LOS ANGELES (CBSLA.com) — Parks and Recreation officials on Wednesday night introduced a plan to charge for parking, provide free shuttle service and improve cycling paths at Griffith Park in hopes of reducing congestion and improving traffic flow at the park.
Parking is free throughout the 4,310-acre city park, but Parks and Recreation officials are proposing that about 400 spaces near the Griffith Observatory be turned into metered parking, while another 581 spaces in the lower portion of the park would remain free.READ MORE: LA County To Expand Access To Coronavirus Vaccine To More Essential Workers Starting Monday
Proceeds from the parking fees would be used to fund free shuttle service to take visitors to popular destinations around the park, including the Observatory and a viewing point for the Hollywood Sign, LA City Councilman David Ryu said.
“[There would] actually be more free parking, not just in the park but we’re going to have parking outside,” Ryu said.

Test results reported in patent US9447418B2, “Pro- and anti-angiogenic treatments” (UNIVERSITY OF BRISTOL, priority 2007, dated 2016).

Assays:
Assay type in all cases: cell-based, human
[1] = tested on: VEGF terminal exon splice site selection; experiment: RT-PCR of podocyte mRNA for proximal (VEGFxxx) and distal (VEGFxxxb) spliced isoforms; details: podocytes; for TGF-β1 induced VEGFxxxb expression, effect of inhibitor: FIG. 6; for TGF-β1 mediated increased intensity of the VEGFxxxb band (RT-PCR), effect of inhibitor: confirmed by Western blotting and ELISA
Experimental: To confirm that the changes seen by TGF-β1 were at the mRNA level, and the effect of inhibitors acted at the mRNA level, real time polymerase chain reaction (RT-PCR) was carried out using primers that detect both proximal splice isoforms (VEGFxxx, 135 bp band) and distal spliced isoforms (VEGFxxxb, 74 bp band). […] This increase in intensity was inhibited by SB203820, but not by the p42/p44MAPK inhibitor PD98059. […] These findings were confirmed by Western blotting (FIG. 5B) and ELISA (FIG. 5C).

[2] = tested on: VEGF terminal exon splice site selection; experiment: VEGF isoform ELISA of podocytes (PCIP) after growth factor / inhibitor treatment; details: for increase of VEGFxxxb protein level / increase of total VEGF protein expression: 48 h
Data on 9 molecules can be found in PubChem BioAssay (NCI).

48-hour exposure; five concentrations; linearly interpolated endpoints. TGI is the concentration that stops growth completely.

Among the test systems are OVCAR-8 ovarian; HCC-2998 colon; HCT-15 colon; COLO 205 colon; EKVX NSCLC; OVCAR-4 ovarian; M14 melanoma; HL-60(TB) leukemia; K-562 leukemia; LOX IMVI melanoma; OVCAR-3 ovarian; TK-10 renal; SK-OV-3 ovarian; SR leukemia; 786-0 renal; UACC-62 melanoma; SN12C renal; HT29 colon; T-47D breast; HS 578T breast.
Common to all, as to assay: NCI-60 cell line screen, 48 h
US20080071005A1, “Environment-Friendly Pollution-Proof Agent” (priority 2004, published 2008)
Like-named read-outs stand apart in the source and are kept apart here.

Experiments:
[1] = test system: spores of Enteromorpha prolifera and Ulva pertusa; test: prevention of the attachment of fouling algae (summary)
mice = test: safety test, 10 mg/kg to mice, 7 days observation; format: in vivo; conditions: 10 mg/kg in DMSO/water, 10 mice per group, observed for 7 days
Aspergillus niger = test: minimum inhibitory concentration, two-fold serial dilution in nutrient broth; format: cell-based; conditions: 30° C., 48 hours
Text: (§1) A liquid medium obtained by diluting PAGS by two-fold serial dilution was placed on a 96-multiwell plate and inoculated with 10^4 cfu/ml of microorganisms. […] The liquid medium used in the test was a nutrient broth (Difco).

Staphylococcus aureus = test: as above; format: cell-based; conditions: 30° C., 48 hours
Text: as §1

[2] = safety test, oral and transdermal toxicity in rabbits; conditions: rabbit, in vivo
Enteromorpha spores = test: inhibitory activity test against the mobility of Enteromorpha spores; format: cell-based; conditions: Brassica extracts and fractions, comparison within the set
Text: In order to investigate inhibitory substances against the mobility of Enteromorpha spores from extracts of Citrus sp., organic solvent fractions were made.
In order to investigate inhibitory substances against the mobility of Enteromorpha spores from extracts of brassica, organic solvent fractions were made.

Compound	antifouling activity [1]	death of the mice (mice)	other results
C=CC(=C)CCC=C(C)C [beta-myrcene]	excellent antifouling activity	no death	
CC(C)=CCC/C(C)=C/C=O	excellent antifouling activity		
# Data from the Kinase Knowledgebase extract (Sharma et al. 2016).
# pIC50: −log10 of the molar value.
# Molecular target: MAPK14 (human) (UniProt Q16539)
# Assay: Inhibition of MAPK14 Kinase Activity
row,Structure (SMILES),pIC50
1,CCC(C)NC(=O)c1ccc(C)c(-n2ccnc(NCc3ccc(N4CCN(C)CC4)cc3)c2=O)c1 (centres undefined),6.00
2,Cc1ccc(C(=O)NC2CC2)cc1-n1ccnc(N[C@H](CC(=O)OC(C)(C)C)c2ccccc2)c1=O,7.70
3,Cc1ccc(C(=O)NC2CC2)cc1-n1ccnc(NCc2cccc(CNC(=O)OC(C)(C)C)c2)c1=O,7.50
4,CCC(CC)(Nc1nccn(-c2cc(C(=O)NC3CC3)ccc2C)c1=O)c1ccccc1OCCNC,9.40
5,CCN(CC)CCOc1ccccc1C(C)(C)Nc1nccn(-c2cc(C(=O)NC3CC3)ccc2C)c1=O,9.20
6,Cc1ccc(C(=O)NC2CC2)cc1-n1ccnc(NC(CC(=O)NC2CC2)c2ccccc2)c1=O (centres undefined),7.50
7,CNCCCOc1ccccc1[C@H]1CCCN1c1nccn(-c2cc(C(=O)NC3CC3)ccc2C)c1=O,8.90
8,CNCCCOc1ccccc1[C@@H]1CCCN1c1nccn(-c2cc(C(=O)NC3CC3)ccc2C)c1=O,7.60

The plan also includes projects to improve pedestrian and bicycling paths.
But cyclist Geoff McFetridge said he has concerns about shuttles changing the complexion of the park.
“This park is really about hearing bird and seeing bobcats,” he said. “It’s one step closer to having a tram, concession stands, more signs … It’s moving away from being a trail.”READ MORE: Biden's $1.9 Trillion Relief Bill Passes House, But Faces Senate Hurdle
Parks and Recreation spokeswoman Rose Watson said the goal is to encourage more visitors to park off-site and to use shuttles or public transportation to get around the park.
She said city officials “still want people to have access” and do not want to discourage people from going to the park.
The plan is aimed at helping “mitigate the traffic flow at Griffith Park and make the experience positive for visitors and easier for cyclists,” according to the city department.
Residents said they also have concerns about the ability of emergency vehicles to navigate the traffic-choked roads in the park.
The park receives about 10,000 visitors each day, according to Watson.
The plan has not yet been considered by the Board of Recreation and Parks Commissioners.MORE NEWS: Moreno Valley Man Accused Of Trying To Bury Wife Alive At San Diego Beach
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